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Developing business acumen in horticultural enterprises

The problem

Tanzania’s horticulture sector has been growing at an annual rate of 11% in the last five years. High profit margins and strong demand for processed fruit and vegetable products present opportunities for job creation, poverty reduction and improved prosperity.

Gains in fruit and vegetable production have not been accompanied by improved food processing and marketing capacity, curtailing opportunities to add value to raw produce and create wealth.

Youth unemployment is escalating: every year 800,000 Tanzanians enter the job market to compete for less than 100,000 new jobs. Young women find it markedly more difficult than young men to find employment.

The horticulture sector is dominated by micro, small and medium-sized enterprises (MSMEs) who provide opportunities for gainful employment for women and young people. However, these enterprises are struggling to expand their operations as they lack the management skills, financial records and assets they need to effectively run their business and be eligible for bank loans.

What are we doing?

Since 2019, this project has been working with 30 MSMEs to provide the support they need to evolve into profitable, growing agribusinesses.

From a ketchup manufacturer to a green bean exporter, the project works with a huge diversity of businesses engaged across the horticultural value chain. Project activities will cater to the specific needs of each business, but include:

  • Supporting companies to identify their weaknesses and providing bespoke training in management, financial and technical skills to address capacity gaps.
  • Helping enterprises develop professional business cases and prepare for due diligence processes to support loan applications from banks.
  • Mapping out the players working across horticultural value chains to identify new activities that can make the enterprises a positive return on investment.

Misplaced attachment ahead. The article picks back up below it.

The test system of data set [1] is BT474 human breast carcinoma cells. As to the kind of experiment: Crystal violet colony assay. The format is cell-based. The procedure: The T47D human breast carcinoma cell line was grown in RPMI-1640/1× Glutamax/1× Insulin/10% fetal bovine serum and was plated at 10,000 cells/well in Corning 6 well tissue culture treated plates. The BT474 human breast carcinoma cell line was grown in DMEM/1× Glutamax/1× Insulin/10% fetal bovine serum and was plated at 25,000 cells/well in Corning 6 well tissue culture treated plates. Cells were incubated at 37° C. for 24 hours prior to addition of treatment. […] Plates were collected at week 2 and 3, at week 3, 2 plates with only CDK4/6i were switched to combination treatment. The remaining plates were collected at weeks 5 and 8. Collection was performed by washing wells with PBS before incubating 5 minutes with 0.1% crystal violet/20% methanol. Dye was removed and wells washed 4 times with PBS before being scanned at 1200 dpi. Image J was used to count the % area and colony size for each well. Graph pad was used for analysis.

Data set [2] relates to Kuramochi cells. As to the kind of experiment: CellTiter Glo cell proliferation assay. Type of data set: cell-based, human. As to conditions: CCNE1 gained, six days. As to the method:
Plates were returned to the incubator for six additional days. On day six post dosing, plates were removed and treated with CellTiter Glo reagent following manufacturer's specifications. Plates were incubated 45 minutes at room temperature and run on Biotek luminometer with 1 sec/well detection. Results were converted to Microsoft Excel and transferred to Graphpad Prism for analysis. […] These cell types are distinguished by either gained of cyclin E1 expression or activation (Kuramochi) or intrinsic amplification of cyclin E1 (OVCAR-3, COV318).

• Facilitating mutually beneficial contracts between farmers, buyers, suppliers and traders.
  • Identifying and tackling the obstacles facing female and youth-led businesses.

Hear how some of these businesses have been supported and experienced growth in the below video and photo gallery.

Thanks to an 18-month extension, Farm Africa is continuing to work with the 30 current SMEs from the first phase of the project, prioritising investment needs and critical areas that can spur business growth. We are also identifying and supporting an additional 15 MSMEs from the Tanzanian horticulture sector following the increasing demand for spices, fruits and vegetables in local and export markets.

Farm Africa will help the SMEs increase their revenue by building their capacity in business management, promoting access to financial services and strengthening market linkages. This extension will increase the project's impact by scaling up successful interventions from the first phase, such as connecting SMEs to local Business Development Service providers as well as observing lessons such as building trust and streamlining the selection process.

Who are we working with?

This project is funded by the Norwegian Agency for Development Cooperation.